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Thursday, 20 September, 2001, 10:55 GMT 11:55 UK
Davies appointment 'no surprise'
Gavyn Davies
Davies was once a TV economics pundit
The appointment of Gavyn Davies as chairman of the BBC board of Governors was foreseen by many media watchers.

As vice-chairman of the corporation he was seen as having the right experience for the post.

John Tusa
John Tusa is a former managing director of BBC World Service
"He was always the leading candidate for the job so it's no surprise he's been appointed," said editor of Broadcast Lucy Rouse.

Managing director of the Barbican Centre John Tusa welcomed the appointment warmly.

"I think it is an excellent appointment - Gavyn Davies understands the importance of public service broadcasting," he said.

Others are waiting to see what measures Mr Davies takes, if any, to inject more "commercial nous" into the BBC.

As the author of a report on BBC funding which had some radical suggestions such as privatising BBC Worldwide, there could well be some interesting new measures.

It'll be interesting to see if he distances himself from his close connection with New Labour

Philippa Kennedy, editor of Press Gazette

The appointment means the BBC will be led by two Labour supporting candidates, something that has caused consternation in the Conservative camp.

BBC director general Greg Dyke has supported the party financially in the past and Mr Davies only resigned from the party in the aftermath of his appointment.

But the pair are from widely different backgrounds; Mr Dyke's is in programme-making, while Mr Davies is a self-made millionaire economist.

There had been reports that Mr Dyke's preference would be for a chairman from a non-creative background to complement his own experience as an executive.

Mr Tusa said that he thought Gavyn Davies would act as a "useful counterweight" to Greg Dyke.

He pointed to "far too close and uncritical" relations between past director generals and chairmen, particularly fingering Sir John Birt and Sir Christopher Bland.

We know that Gavyn Davies will be an excellent chair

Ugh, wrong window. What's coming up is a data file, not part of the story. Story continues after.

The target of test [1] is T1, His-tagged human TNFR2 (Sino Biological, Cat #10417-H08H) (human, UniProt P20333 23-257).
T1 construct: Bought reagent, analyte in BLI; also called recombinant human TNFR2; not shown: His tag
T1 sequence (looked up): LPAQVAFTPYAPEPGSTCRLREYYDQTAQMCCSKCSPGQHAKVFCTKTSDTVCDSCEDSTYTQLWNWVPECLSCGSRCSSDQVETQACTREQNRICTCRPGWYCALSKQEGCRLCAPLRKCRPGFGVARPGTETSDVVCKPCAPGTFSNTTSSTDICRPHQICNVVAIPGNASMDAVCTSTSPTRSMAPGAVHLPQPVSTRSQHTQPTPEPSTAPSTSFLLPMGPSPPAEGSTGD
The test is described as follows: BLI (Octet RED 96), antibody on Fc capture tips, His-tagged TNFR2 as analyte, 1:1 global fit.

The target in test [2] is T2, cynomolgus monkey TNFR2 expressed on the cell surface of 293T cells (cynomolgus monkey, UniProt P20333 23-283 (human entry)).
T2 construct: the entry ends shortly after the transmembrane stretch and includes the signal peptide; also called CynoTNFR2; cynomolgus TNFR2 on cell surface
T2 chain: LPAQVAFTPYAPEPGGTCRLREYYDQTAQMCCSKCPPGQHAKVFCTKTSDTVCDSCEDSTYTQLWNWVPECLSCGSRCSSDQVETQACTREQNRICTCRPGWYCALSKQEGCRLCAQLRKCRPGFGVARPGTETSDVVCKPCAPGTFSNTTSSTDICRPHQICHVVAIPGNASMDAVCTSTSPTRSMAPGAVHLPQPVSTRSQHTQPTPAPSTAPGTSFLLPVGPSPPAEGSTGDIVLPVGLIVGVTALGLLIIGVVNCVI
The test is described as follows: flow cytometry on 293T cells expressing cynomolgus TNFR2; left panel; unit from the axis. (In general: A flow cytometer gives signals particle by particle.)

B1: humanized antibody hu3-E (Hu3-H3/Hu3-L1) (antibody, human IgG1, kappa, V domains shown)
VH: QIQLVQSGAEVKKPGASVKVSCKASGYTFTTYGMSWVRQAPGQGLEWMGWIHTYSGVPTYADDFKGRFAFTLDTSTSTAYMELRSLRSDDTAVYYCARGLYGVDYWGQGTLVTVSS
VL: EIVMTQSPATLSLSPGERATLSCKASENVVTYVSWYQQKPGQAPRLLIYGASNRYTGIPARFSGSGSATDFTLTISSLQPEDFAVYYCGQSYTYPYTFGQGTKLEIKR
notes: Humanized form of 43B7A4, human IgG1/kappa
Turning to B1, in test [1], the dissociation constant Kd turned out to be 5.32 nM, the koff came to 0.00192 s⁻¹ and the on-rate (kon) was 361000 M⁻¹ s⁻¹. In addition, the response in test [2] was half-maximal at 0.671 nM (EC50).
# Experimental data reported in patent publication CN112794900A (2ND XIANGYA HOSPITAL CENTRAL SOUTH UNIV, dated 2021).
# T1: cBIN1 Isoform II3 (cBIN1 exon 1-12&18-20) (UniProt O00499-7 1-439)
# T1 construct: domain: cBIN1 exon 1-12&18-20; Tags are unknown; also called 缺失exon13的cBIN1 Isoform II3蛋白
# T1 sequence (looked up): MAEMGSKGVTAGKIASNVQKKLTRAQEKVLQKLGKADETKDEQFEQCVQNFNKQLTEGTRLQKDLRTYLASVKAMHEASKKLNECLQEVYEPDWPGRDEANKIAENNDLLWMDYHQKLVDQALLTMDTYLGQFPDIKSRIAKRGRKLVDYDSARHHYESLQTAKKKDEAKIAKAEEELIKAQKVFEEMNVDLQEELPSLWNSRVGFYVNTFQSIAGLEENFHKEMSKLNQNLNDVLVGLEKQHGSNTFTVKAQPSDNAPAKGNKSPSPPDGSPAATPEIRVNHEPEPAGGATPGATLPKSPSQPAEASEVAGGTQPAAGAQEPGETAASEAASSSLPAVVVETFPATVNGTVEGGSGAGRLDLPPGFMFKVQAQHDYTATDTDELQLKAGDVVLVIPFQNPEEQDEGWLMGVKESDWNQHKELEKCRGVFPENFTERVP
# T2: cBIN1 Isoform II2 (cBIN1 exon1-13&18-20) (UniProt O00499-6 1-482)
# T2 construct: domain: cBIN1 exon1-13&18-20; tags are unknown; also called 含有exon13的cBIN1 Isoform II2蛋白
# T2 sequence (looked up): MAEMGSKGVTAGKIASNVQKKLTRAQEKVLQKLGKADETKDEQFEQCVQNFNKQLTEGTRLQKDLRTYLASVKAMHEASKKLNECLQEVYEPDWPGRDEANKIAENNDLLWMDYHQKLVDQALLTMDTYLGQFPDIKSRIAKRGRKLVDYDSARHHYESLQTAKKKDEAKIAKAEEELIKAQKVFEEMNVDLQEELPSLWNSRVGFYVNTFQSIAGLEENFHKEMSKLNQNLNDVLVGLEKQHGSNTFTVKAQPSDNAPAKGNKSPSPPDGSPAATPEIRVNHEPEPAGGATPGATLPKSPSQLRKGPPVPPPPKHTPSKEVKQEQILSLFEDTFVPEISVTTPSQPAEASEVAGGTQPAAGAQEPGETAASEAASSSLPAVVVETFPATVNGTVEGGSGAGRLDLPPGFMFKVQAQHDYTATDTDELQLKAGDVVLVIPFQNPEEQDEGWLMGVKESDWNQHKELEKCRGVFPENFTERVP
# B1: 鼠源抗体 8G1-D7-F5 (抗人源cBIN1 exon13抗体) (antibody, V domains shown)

John Fray, NUJ
Philippa Kennedy, editor of Press Gazette described the appointment as "very predictable".

Her fears are that Mr Davies' contacts with the government will harm the impartiality of the BBC.

"It does seem unbalanced to have two such strong contributors to Labour as chairman and director general of the BBC."

Ms Kennedy said that broadcaster David Dimbleby, who also applied for the post, was "the journalist's choice".

But the National Journalist's Union, which represents some 30,000 UK journalist's welcomed the choice openly.

Greg Dyke
Director general Greg Dyke has welcomed the appointment
"We know that Gavyn Davies will be an excellent chair," said John Fray, deputy general secretary.

"It's a pleasure to have an ex-member of the Labour party at the helm."

But Tory supporters have been quick to criticise the appointment, though Conservative leaning candidates were the norm under various Conservative governments.

Mr Fray emphasised that regardless who was chosen, the NUJ were simply glad that the appointment had been filled.

He said that outgoing chair Sir Christopher Bland may have been "otherwise occupied" since his appointment to BT and journalists would benefit from the appointment.

"From the NUJ's point of view, it's great news that the BBC - which is the largest single employer of journalists in the UK - now has a dedicated chairman in place."

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